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Austin Real Estate Market Update

“Only a con man can sell anything.”  I don’t know who authored these words but they have stuck with me over the years and have influenced my approach with clients.  They also impact how I write a newsletter as I  am challenged to provide accurate information while retaining a sense of optimism regarding the future.  In the years I have been in real estate I have never been as conflicted as I am now regarding what I think the future of Austin real estate looks like.  I will explain this in more detail below, but first…

 

Unfortunately we are having to reschedule our 5th Annual Party in the Park due to the rain forecast this weekend.  We are so disappointed since we had so many of you RSVP.  the new date, however, is Saturday May 1st.  We will have food, drinks, piñatas, events, prizes, and more!  Click here for more details and to RSVP if you would like to attend. 

 

Also, we would like to help you evaluate your property tax appraisals that will be mailed to you in May to ensure you are not being unfairly assessed.  To offset the economic downturn, many municipalities have simply increased the assessed value on private property resulting in significant tax increases for the owners.  On May 22nd we will be at Mozart’s Coffee house reviewing these assessments and providing property owners the documentation they will need to ensure they have not been over-assessed.  So bring us your assessment, drink a cup of jo, and let us go to work for you!  Stay tuned for more information.

 

I have predicted for some time that mortgage rates would increase when the Fed ended its program of buying mortgaged backed securities on March 31st.  The first week in April mortgage bonds dropped 141 basis points before recovering nearly 100 points.  (Remember: mortgage rates increase when bonds decrease.)  Positive economic news typically results in money flowing away from the security of the bond market into the higher yielding stock market.  Investors however are being squeezed by uncertainty on both sides of this equation.  National unemployment persists at 9.7%, not an encouraging sign in light of the trillions of dollars spent to boost our economy, and not helpful to stock values.  On the other hand, though the Fed is down playing their concerns regarding inflation, I believe it will be unavoidable as our debt continues to increase at a record setting pace.  Inflation will have an adverse effect on the bond market and will negatively impact mortgage rates as well.  The uncertainty investors feel between stocks and bonds is increasingly highlighted by the numerous advertisements presenting gold and other precious metals as a better alternative.  These economic issues could have an adverse effect on the real estate market in the long run if high interest rates retard home sales.  For those of you looking to purchase a home this year I would encourage you to buy assumable loans if possible.  I believe home owners with low-interest, assumable loans will have a significant resale advantage in the not-so-distant future if mortgage rates rise sharply.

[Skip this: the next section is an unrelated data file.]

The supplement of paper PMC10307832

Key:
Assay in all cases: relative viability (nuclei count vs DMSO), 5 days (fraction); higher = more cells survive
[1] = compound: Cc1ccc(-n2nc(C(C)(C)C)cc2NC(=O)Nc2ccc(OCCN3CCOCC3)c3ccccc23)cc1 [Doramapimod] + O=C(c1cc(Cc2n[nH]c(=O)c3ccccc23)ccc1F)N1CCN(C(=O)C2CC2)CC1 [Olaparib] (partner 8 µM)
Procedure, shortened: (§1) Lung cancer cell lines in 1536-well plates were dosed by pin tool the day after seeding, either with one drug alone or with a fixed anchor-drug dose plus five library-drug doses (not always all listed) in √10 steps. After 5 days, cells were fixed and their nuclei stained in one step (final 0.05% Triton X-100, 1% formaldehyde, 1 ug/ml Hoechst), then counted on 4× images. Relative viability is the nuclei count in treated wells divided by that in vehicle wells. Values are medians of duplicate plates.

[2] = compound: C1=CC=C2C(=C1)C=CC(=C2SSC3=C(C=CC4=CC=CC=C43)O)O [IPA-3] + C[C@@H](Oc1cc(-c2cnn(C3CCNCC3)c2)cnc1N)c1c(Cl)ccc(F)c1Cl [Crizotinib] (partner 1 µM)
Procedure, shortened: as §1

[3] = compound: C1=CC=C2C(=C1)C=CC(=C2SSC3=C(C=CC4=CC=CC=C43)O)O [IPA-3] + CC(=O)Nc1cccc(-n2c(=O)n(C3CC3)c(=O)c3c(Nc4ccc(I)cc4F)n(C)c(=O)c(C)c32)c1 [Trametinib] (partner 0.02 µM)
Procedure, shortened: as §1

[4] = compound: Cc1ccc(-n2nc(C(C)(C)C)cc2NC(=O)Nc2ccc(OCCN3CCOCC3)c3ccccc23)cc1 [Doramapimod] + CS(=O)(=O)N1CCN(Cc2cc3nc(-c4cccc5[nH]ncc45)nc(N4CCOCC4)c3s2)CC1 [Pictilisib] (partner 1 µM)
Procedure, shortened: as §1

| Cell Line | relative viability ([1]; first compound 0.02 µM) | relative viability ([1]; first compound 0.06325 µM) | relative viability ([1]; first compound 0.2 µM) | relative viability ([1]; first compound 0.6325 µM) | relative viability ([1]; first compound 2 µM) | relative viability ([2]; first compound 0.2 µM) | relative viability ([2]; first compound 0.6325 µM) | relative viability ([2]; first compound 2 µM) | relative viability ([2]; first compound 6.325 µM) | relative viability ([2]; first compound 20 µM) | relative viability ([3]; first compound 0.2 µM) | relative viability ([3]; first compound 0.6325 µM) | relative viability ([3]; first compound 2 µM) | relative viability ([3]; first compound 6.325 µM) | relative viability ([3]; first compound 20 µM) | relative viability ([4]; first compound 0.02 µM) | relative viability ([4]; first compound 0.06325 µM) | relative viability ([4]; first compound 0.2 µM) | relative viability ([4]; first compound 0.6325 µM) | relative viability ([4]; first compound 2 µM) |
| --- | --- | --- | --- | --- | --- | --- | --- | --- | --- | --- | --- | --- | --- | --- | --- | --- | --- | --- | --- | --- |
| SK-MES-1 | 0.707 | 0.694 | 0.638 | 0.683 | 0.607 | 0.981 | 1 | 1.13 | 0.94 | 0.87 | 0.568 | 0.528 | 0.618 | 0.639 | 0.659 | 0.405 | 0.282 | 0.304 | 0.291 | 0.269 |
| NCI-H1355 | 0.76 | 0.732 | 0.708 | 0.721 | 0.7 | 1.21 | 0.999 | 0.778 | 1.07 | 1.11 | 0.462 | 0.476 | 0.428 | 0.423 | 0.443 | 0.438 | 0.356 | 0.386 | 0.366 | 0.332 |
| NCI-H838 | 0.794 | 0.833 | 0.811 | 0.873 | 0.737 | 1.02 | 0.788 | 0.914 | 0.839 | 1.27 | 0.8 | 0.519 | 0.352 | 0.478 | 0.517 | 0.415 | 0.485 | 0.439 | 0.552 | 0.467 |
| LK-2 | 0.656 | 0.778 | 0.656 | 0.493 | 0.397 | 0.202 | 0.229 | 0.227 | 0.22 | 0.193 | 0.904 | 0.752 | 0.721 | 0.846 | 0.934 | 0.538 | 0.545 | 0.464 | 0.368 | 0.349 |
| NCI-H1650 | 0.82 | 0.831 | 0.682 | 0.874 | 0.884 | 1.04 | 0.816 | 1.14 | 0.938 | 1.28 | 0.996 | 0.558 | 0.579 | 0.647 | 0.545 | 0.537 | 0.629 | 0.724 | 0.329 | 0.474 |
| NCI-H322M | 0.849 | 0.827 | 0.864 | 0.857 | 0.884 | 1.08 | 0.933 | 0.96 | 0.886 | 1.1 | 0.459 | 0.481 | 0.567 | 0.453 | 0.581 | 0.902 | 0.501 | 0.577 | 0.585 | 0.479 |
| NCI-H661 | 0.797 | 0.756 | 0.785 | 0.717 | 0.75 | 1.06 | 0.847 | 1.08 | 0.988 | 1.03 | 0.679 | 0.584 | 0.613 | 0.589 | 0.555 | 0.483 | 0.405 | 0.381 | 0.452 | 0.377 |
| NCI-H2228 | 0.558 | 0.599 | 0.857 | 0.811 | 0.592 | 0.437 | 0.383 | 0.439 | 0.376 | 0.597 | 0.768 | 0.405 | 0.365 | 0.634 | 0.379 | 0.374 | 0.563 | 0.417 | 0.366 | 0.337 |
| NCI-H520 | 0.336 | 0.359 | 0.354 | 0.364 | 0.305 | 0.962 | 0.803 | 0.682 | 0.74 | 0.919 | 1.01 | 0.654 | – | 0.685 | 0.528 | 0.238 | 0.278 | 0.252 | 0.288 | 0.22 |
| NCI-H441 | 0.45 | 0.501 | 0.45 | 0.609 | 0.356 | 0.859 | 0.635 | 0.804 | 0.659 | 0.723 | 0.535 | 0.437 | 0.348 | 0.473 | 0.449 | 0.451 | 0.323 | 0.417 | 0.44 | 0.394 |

On a positive note, a combined report by the Federal Housing Finance Agency and Moody’s Economy.com indicates that home values in Austin will stop falling in the final quarter of 2010, with a total price decrease of just 4.8% from our high in last quarter 2008.  Forbes predicted a 3.7% decrease with prices bottoming out mid-year 2010.  The Moody report also predicts that Austin real estate values will reach pre-recession levels by 2016.  This is a sharp contrast to less fortunate states such as California, Florida, and Nevada, which will not likely regain peak values until 2025 or later. 

 

As shown on the charts below, the hottest selling areas in Austin are entry level areas in south, north, and east Austin that are relatively close to downtown.  This is likely being driven by the first-time homebuyer tax credit that expires April 30thClick here for details on the tax credit, and call us immediately at 512-275-9675 if you are wanting to take advantage of this $8,000 gift from Uncle Sam.

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